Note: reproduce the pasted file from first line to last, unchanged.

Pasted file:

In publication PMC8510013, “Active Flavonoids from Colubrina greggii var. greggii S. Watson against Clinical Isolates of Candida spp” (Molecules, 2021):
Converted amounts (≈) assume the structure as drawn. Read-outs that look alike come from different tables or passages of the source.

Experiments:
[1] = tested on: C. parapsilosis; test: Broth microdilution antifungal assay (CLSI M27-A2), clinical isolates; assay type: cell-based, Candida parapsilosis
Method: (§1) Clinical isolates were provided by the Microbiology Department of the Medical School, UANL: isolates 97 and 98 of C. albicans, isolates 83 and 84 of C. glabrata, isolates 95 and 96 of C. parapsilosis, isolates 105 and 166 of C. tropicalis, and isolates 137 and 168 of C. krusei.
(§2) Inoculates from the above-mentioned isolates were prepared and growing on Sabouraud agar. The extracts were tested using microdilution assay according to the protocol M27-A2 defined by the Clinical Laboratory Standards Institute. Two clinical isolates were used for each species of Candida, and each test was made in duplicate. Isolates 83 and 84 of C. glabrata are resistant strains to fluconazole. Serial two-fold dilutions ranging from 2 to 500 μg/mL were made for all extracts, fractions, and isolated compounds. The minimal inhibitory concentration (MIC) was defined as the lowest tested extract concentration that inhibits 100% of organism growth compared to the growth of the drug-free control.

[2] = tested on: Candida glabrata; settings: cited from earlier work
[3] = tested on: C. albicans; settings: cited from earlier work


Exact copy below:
In publication PMC8510013, “Active Flavonoids from Colubrina greggii var. greggii S. Watson against Clinical Isolates of Candida spp” (Molecules, 2021):
Converted amounts (≈) assume the structure as drawn. Read-outs that look alike come from different tables or passages of the source.

Experiments:
[1] = tested on: C. parapsilosis; test: Broth microdilution antifungal assay (CLSI M27-A2), clinical isolates; assay type: cell-based, Candida parapsilosis
Method: (§1) Clinical isolates were provided by the Microbiology Department of the Medical School, UANL: isolates 97 and 98 of C. albicans, isolates 83 and 84 of C. glabrata, isolates 95 and 96 of C. parapsilosis, isolates 105 and 166 of C. tropicalis, and isolates 137 and 168 of C. krusei.
(§2) Inoculates from the above-mentioned isolates were prepared and growing on Sabouraud agar. The extracts were tested using microdilution assay according to the protocol M27-A2 defined by the Clinical Laboratory Standards Institute. Two clinical isolates were used for each species of Candida, and each test was made in duplicate. Isolates 83 and 84 of C. glabrata are resistant strains to fluconazole. Serial two-fold dilutions ranging from 2 to 500 μg/mL were made for all extracts, fractions, and isolated compounds. The minimal inhibitory concentration (MIC) was defined as the lowest tested extract concentration that inhibits 100% of organism growth compared to the growth of the drug-free control.

[2] = tested on: Candida glabrata; settings: cited from earlier work
[3] = tested on: C. albicans; settings: cited from earlier work